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Rebuilding original signal from frequencies, amplitude, and phase obtained after doing an fft.

Greetings

I'm trying to rebuild a signal from the frequency, amplitude, and phase obtained after I do an fft of a signal, but when I try and combine the fft data (frequency, amplitude, and phase) back to see if I get a similar signal, the pattern is a little off. I think it has to do with my formula which may be a little incorrect.

The formula I'm using to combine the data is:

amplitude*sin(2*pi*time*frequency+phase)+amplitude*cos(2*pi*time*frequency+phase);

Please note: At the moment I don't want to use IFFT due to the fact that I will be editing the amplitude and frequencies before the calculations/rebuilding of the signal are done

An image of the plot is below. The top one is the original signal and the bottom one is the signal created with the equation. If you want to know I'm using matlab but I think the problem is with the equation. enter image description here


Here's the function I use to get the frequency, amplitude and phase of the signal.

function [freq,amp,phase,sigfft,sigifft,sigphase]=rtplotfft(vp_sig_orig,Fs)
    vp_sig_orig=vp_sig_orig';
    vp_sig_len=length(vp_sig_orig); %get sample rate from vp fs_rate needs to be an even number?

    % Use next highest power of 2 greater than or equal to length(x) to calculate FFT.
    nfft= 2^(nextpow2(length(vp_sig_orig))); 
    % Take fft, padding with zeros so that length(fftx) is equal to nfft 
    fftx = fft(vp_sig_orig,nfft); 
    sigfft= fft(vp_sig_orig); 
    sigifft=ifft(sigfft);
    sigphase = unwrap(angle(sigfft')); %get phase of orginal signal
    % Calculate the number of unique points
    NumUniquePts = ceil((nfft+1)/2); 
    % FFT is symmetric, throw away second half 
    fftx = fftx(1:NumUniquePts); 
    % Take the magnitude of fft of x and scale the fft so that it is not a function of the length of x
    mx = abs(fftx)/length(vp_sig_orig); 

    % Take the square of the magnitude of fft of x. 
    %mx = mx.^2; rem'd out to get amplitude to work

    % Since we dropped half the FFT, we multiply mx by 2 to keep the same energy.
    % The DC component and Nyquist component, if it exists, are unique and should not be multiplied by 2.
    if rem(nfft, 2) % odd nfft excludes Nyquist point
    mx(2:end) = mx(2:end)*2;
    else
    mx(2:end -1) = mx(2:end -1)*2;
    end

    %yamp=(mx(1,:)/max(abs(mx(1,:)))*1); % keep at 1, dont use in function use in script file directly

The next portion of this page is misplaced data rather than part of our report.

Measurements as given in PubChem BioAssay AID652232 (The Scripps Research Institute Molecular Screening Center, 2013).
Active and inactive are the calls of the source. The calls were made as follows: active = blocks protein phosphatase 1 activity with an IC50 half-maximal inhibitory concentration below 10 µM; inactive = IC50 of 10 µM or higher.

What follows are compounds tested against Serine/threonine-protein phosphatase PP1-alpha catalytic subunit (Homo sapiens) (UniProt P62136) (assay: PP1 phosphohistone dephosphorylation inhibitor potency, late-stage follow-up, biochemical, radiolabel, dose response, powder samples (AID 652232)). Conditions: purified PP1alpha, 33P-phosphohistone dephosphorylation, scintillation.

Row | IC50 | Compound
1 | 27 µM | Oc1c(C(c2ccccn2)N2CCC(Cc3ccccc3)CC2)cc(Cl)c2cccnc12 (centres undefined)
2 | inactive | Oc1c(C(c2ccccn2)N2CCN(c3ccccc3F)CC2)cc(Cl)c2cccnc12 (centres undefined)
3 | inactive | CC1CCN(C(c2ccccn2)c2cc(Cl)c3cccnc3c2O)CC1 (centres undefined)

amp=mx;

    % This is an evenly spaced frequency vector with NumUniquePts points. 
    freq_vect = (0:NumUniquePts-1)*vp_sig_len/nfft; 
    freq=freq_vect';

    %get phase of new signal
    phase = unwrap(angle(fftx)); %get phase of orginal signal 

tia

share|improve this question
    
Is there a question here? –  Doug Spoonwood Jun 2 '11 at 1:31
1  
Is there a reason you're using both a sine term and a cosine term? Since you're already keeping track of phase, I would expect you to use either sine or cosine, but not both. –  Jim Belk Jun 2 '11 at 3:11
    
You're processing the phase and amplitude differently. Is there a reason for that? The sigphase line is operating on the original-size fft, but the mx line is operating on the power-of-2 fft? You're throwing away the redundant second half of the magnitude information, but not of the phase information? You're getting the magnitude information from the power-of-2 fft but then dividing by the original-size length to normalize it? Wouldn't it be something like mx = abs(fftx)/(nfft/2);? –  endolith Jun 8 '11 at 19:03
    
What's the point of sigifft=ifft(sigfft)? sigifft should be identical to vp_sig_orig. Is it? –  endolith Jun 8 '11 at 19:07

1 Answer 1

up vote 1 down vote accepted

This is what the IFFT is for. Do your modifications to the spectrum, and then get them back into the form IFFT expects, and then do an IFFT. Don't bother trying to re-implement the IFFT when you don't have to. It will be slower and more error-prone.


So each point in an FFT is a complex number that contains information about the phase and amplitude at that frequency. You're extracting this information with these lines:

sigphase = unwrap(angle(sigfft')); %get phase of orginal signal
mx = abs(fftx)/length(vp_sig_orig); 

You're getting the magnitude and phase of each complex number, converting from rectangular complex number to polar form.

After modifying the phases and magnitudes, to reverse them back into something suitable for the IFFT, you just need to undo these and convert each back into a rectangular complex number, using the formula:

$z = r(\cos \varphi + i\sin \varphi ).\, $

where z is the resulting complex number, r is the magnitude, and φ is the phase. You'll have to undo the scaling of the magnitudes (and undo any change from radians to degrees, etc.) You'd do this for each mag, phase pair in the two vectors, combining them back into a single vector of the original length, made up of complex numbers. Then feed this to the IFFT. If you hadn't made any changes, it should return the original signal.

share|improve this answer
    
I can do the modifications but how do I get it back into a form IFFT can use? I have frequency, amplitude, and phase. –  Rick T Jun 8 '11 at 8:36
    
@Rick Do the opposite of what you did to convert them into frequency amplitude and phase. :) Can you detail your steps in the question? –  endolith Jun 8 '11 at 15:24
    
I'll include / add the function that creates the frequency, amplitude and phase to the question but I'm at a lost as how to reverse this process. –  Rick T Jun 8 '11 at 16:35
    
and everyone thanks again guys you all helped me so much it looks like I just needed to modify the equation a little. see code below: amplitude*cos(2*pi*time*frequency+phase) –  Rick T Jun 9 '11 at 17:09

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